Doing Their Level-Best

Swiss Army Knife

If air travel in India sucks, it is generally because India has learned too much from the US and Europe, rather than too little. Sure, there are some distinctively Indian annoyances. Passengers deplane in a mad scrum for the aisle-way, as if they were disembarking a Mumbai commuter train and had someplace to be other than killing time in front of the baggage claim carrousel. And once at baggage claim, travelers press forward with their luggage carts in complete disregard for the inconvenience they cause each other. But generally, the whole process looks all-to-familiar to anyone accustomed to post-9/11 air travel in the US.

And yet, today we found two aspects of Indian air travel that American carriers and the dreadful Transportation Safety Administration would do well to emulate.

This afternoon we flew from Chennai to Mumbai. Yoo-Mi had forgotten about the Swiss Army knife she keeps in her purse – for impromptu picnicking and other acts of terrorism – and it was detected in the scan of her carry-on bags. The security people duly placed it in an envelope, noting her flight and seat number, and advised her that it she could claim it in Mumbai.

Naturally, the envelop never reached Mumbai. In checking with the airline’s baggage office, we were advised that knives confiscated by security rarely, if ever, were actually sent on. “I understand that in the US, they throw them straight into the dustbin,” commented the agent, who was assisting us. “This seems so wasteful. We have a number of knives that have been collected from security here in Mumbai only. Why don’t you take one of these?”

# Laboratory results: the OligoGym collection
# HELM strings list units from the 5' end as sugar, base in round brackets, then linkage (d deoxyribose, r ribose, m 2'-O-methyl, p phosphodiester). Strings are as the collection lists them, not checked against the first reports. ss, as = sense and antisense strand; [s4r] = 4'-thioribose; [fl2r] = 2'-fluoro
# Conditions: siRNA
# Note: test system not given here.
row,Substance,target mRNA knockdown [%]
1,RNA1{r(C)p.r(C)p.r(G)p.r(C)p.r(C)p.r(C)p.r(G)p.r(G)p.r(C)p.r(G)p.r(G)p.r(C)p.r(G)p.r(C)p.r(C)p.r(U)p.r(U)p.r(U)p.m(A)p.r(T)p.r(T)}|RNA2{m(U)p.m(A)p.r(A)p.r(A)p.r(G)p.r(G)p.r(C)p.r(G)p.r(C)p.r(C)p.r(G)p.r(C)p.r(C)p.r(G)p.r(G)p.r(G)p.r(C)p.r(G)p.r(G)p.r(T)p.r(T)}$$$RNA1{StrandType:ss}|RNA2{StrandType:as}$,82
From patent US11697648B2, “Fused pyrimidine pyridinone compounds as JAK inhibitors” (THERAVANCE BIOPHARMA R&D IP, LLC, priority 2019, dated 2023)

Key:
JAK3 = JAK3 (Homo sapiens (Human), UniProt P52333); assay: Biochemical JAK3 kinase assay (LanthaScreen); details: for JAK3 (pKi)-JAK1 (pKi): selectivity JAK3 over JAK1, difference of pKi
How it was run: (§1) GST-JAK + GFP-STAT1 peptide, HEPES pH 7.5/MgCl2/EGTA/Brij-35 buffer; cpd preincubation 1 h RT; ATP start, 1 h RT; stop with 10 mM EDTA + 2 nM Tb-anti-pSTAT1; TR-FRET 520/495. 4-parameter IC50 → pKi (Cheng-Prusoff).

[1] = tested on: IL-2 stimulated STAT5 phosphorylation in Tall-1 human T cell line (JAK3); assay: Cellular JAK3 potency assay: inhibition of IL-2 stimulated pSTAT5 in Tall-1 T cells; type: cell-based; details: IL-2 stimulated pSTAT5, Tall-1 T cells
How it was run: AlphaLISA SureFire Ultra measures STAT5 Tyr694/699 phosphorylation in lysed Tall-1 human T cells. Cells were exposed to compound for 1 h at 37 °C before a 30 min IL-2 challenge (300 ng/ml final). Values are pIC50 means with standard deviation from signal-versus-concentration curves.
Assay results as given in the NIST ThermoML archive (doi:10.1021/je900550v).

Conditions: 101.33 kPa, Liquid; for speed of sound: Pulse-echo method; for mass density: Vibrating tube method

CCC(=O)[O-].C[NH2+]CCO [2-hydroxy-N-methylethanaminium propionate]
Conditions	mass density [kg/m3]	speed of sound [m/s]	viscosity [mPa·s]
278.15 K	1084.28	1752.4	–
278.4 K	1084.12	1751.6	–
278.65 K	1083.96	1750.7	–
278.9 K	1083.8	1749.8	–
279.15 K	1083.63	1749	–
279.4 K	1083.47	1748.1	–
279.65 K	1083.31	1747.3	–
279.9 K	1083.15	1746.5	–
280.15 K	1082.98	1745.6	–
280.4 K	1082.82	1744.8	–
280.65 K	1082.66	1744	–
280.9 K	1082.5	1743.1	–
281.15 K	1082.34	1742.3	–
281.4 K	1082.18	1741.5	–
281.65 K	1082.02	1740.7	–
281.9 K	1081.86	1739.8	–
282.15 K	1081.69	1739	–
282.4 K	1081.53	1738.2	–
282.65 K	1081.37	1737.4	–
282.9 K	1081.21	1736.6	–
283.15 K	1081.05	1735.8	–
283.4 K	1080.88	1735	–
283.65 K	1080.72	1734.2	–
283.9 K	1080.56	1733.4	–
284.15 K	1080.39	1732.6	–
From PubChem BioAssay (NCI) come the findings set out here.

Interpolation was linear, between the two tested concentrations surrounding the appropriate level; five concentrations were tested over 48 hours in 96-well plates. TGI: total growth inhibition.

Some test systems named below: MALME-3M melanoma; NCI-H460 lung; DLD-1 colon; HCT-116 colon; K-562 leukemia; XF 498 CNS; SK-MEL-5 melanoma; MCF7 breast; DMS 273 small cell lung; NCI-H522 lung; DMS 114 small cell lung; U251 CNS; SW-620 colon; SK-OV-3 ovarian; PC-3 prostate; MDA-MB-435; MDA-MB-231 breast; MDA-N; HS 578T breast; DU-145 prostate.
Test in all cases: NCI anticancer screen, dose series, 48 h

The offer was so kind and so practical, we had to do a double-take to confirm that it was actually being uttered by an airline employee.

The agent unlocked a cupboard and pulled out a plastic box of 8 – 10 liters, stuffed with contraband taken from carry-on bags. In order to dig down to the “Swiss knives,” he removed four handguns from the top of the box, and then presented Yoo-Mi with a fine selection of pocket knives. She chose an excellent four-function Victronix.

Wouldn’t it be a simple, excellent thing for the TSA to issue a small voucher to each passenger who forfeited their pen knife through inadvertence or absent-mindedness, so that they could collect one at their destination, if there happened to be one in the security hopper?

Yoo-Mi thanked the agent profusely. “We do our level-best, madam,” said the agent modestly.

Doing one’s “level-best” is the other lesson of which US airline personnel might take note.

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4 Responses to “Doing Their Level-Best”


  1. 1 JV 31 January 2007 at 10:04 am

    When I read first line, I thought yet another foreigner criticising India. But when I completed the post, I smiled myself about your ‘level-best’ experience. (I had too, read twice)

  2. 2 Hiren 31 January 2007 at 8:15 pm

    In India, only severe competition can enable good service and I am glad the arilines are forced to perform.

  3. 3 diana 4 February 2007 at 5:35 am

    Hey good to know Yoo-Mi got the new knife :-)

  4. 4 Anita 14 February 2007 at 1:19 pm

    Ah. this is some consolation. My swiss army knife got taken at the Mumbai airport. Though the security man suggested I request the airlines to take it and give it to me at Hyderabad, the airlines refused.

    Now going by your account, it is either still in that box or has been given to someone else.


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